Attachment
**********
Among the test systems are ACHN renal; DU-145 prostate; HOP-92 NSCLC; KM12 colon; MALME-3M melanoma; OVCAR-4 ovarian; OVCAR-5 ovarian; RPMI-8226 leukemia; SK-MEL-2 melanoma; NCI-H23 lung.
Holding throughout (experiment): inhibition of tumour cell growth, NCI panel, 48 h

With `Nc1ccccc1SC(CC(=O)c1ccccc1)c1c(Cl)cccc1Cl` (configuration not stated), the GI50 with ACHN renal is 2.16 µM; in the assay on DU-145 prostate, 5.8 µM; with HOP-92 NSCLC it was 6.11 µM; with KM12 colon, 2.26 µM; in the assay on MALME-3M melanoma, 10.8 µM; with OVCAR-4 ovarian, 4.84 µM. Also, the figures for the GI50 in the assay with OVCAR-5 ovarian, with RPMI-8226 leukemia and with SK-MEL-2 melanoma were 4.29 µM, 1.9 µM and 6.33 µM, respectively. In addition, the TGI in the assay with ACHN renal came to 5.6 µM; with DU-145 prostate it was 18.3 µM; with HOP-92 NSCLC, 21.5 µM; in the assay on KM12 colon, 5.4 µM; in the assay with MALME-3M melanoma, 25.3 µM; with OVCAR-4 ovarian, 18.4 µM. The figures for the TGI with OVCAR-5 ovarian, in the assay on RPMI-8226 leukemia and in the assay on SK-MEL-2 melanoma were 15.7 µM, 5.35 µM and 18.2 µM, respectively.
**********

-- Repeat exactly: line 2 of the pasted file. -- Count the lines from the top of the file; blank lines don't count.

Holding throughout (experiment): inhibition of tumour cell growth, NCI panel, 48 h